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SD-WAN

Will MEF's definition give SASE its groove back?

Much of the SD-WAN industry has flocked to Gartner's SASE acronym like flies to honey, but some confusion remains over what constitutes a SASE service.

Defining SASE is a sticky situation. (Photo by Bermix Studio on Unsplash.)
Defining SASE is a sticky situation. (Photo by Bermix Studio on Unsplash.)

MEF hopes to clear the air by fleshing out a definition for Secure Access Service Edge (SASE) services – dubbed MEF W117 – and deliver a framework to standardize SASE services based on MEF's current standardization work on SD-WAN, security and automation.

The MEF SASE Services Framework white paper defines a SASE Service as "A service connecting users (machine or human) with their applications in the cloud while providing connectivity performance and security assurance determined by policies set by the Subscriber." The networking and security functions within a SASE service include routing, VPN, path selection, traffic shaping, firewall, threat prevention and more.

This graphic shows a 'SASE Service as a combination of two service endpoints, networking functions and security functions,' according to MEF's SASE white paper. (Figure courtesy of MEF.)
This graphic shows a "SASE Service as a combination of two service endpoints, networking functions and security functions," according to MEF's SASE white paper. (Figure courtesy of MEF.)

The lack of industry agreement on service attributes and definitions for SASE could create market fragmentation and confusion, says MEF. During the emergence of the SD-WAN and Carrier Ethernet markets, MEF stepped in to lead the charge in standardizing these services to provide the industry with common ground to clarify these technologies for vendors, service providers and their enterprise customers.

Gartner coined the term SASE in 2019 to describe the convergence of SD-WAN with cloud-based security functions; Gartner research VP Andrew Lerner says SASE combines "network security functions (such as SWG, CASB, FWaaS and ZTNA), with WAN capabilities (i.e., SD-WAN) to support the dynamic secure access needs of organizations. These capabilities are delivered primarily aaS (as a service) and based upon the identity of the entity, real time context and security/compliance policies."

"SASE is Gartner's label for something that's been going on in the industry for years," says MEF CTO Pascal Menezes. "We see a lot of security vendors migrating to it." Menezes says MEF isn't diverging from Gartner's definition of SASE, but working on defining SASE service policies, defining reference points and providing clarity on the concept of SASE.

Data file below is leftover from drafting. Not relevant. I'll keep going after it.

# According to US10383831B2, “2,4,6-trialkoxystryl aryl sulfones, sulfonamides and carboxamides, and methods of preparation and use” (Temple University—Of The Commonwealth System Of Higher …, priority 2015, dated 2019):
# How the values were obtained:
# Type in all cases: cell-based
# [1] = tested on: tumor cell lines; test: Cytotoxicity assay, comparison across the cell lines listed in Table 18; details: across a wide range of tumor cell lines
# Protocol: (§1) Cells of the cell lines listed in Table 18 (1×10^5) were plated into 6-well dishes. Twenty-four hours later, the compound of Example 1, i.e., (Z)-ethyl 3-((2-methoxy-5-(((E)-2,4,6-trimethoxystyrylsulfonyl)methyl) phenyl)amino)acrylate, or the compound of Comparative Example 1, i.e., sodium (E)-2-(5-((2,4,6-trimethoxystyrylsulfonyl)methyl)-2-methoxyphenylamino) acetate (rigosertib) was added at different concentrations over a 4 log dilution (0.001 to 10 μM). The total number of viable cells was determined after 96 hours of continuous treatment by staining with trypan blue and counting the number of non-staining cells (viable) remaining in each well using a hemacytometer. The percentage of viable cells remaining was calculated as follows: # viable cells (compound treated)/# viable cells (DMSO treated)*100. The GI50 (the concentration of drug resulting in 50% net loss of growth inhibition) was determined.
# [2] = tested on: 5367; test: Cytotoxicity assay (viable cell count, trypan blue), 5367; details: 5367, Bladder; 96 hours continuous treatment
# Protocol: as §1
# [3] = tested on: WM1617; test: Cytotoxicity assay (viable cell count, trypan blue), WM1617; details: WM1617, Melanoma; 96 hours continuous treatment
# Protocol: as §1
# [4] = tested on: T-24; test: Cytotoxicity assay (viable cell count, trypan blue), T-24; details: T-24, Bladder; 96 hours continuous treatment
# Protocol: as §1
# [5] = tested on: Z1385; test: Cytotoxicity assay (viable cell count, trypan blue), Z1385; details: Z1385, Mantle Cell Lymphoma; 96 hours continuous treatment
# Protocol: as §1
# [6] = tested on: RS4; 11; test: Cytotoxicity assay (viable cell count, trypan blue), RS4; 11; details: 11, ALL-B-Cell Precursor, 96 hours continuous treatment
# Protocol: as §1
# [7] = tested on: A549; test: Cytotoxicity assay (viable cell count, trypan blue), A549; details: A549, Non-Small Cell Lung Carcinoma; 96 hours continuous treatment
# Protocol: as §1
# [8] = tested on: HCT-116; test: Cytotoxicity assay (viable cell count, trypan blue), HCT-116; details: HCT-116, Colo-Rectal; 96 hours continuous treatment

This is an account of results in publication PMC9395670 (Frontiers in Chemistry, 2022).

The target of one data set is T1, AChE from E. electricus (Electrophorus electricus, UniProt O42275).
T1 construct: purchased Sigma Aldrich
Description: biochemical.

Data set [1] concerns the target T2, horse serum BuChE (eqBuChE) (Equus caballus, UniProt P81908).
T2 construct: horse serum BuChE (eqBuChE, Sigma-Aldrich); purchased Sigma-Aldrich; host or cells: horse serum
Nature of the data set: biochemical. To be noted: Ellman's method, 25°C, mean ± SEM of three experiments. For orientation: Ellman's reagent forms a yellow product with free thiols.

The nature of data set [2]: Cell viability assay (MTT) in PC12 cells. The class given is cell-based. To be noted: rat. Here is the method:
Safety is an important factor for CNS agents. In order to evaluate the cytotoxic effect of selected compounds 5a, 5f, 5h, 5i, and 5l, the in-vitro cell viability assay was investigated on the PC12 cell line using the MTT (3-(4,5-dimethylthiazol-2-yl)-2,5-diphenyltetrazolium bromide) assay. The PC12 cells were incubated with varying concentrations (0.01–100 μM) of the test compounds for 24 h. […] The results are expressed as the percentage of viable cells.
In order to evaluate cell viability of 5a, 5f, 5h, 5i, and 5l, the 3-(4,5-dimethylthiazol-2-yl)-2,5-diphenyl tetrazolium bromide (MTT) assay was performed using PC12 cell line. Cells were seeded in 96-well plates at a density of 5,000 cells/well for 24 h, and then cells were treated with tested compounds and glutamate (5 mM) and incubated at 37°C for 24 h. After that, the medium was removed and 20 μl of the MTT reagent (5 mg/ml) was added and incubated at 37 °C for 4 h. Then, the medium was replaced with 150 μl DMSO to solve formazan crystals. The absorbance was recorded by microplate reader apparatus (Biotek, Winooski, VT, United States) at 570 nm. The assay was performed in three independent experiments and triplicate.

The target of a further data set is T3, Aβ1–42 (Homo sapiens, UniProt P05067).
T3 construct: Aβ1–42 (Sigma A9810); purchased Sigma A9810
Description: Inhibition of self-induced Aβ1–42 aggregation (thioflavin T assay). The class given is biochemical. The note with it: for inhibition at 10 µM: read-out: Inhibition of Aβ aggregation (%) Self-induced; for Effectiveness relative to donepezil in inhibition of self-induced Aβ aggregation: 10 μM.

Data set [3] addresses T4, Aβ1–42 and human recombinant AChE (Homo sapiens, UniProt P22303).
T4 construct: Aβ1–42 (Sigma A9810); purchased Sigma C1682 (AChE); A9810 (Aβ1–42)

Is this the end for SD-WAN?
While SD-WAN suppliers are increasingly re-branding as SASE vendors, that doesn't mean SD-WAN is passé.

"SASE is SD-WAN meets security and is done at the cloud edge," explains Menezes. "It's about the multi-access edge compute edge – that is where SASE will prevail. It's all about doing security and SD-WAN in a cloud offering, done at the edge."

Menezes further describes SASE as a "thin CPE model with security in the cloud," which could look like a low-cost client on a user's desktop – an appealing option for remote workers teleworking during COVID-19.

Menezes says MEF will continue its SD-WAN standards work and the industry can expect to see the next iteration of the current standard for SD-WAN services and attributes (MEF 70) later this year.

Coming up is MEF 70.1, which will define service attributes for application flow performance, SD-WAN service topology, application security and more. MEF is also developing MEF W88, Application Security for SD-WAN Services, which Menezes likens to a sibling of MEF 70 because MEF W88 will expand on security functions and policies for SD-WAN.

Contributors to SASE standards
MEF member companies, including Fortinet, VMware, Juniper, Nuage Networks from Nokia, Versa Networks, Cisco, Ciena, CMC Networks and Datavision, contributed to the MEF SASE Service Framework white paper. In addition, employees from those companies as well as AT&T, Bell Canada, CenturyLink, Fujitsu Network Communications, Silver Peak and more have contributed to MEF's efforts to develop standards around SD-WAN, security and SD-WAN service automation.

MEF adds that its SASE Services Definition (MEF W117) project will build upon current standardization work, including:

  • SD-WAN Service Attributes & Service Framework (MEF 70 and MEF W70.1)
  • Application Security for SD-WAN Services (MEF W88)
  • Zero Trust Framework and Service Attributes (MEF W118) – new
  • Universal SD-WAN Edge (MEF W119) – new
  • Performance Monitoring and Service Readiness Testing for SD-WAN Services (MEF W105)
  • MEF Services Model: Information Model for SD-WAN Services (MEF 82)
  • LSO Legato Service Specification – SD-WAN (MEF W100)
  • Intent Based Orchestration (MEF W71)
  • Policy Driven Orchestration (MEF W95)

— Kelsey Kusterer Ziser, Senior Editor, Light Reading

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